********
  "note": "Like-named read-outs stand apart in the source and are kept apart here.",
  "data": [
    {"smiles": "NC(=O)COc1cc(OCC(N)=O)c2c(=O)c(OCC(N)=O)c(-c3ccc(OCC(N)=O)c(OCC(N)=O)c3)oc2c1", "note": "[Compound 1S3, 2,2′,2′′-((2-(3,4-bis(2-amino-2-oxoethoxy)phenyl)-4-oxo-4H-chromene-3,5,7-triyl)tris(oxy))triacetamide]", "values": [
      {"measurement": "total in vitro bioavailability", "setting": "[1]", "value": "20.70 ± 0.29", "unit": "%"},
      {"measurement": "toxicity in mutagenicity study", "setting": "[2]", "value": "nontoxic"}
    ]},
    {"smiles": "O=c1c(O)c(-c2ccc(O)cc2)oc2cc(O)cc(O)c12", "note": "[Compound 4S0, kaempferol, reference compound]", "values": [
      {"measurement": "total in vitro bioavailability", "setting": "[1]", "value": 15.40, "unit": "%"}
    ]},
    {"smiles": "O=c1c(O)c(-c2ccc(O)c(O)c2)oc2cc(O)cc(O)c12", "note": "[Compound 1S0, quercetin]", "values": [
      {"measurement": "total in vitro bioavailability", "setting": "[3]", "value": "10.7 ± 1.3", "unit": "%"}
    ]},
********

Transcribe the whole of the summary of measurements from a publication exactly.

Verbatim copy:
  "note": "Like-named read-outs stand apart in the source and are kept apart here.",
  "data": [
    {"smiles": "NC(=O)COc1cc(OCC(N)=O)c2c(=O)c(OCC(N)=O)c(-c3ccc(OCC(N)=O)c(OCC(N)=O)c3)oc2c1", "note": "[Compound 1S3, 2,2′,2′′-((2-(3,4-bis(2-amino-2-oxoethoxy)phenyl)-4-oxo-4H-chromene-3,5,7-triyl)tris(oxy))triacetamide]", "values": [
      {"measurement": "total in vitro bioavailability", "setting": "[1]", "value": "20.70 ± 0.29", "unit": "%"},
      {"measurement": "toxicity in mutagenicity study", "setting": "[2]", "value": "nontoxic"}
    ]},
    {"smiles": "O=c1c(O)c(-c2ccc(O)cc2)oc2cc(O)cc(O)c12", "note": "[Compound 4S0, kaempferol, reference compound]", "values": [
      {"measurement": "total in vitro bioavailability", "setting": "[1]", "value": 15.40, "unit": "%"}
    ]},
    {"smiles": "O=c1c(O)c(-c2ccc(O)c(O)c2)oc2cc(O)cc(O)c12", "note": "[Compound 1S0, quercetin]", "values": [
      {"measurement": "total in vitro bioavailability", "setting": "[3]", "value": "10.7 ± 1.3", "unit": "%"}
    ]},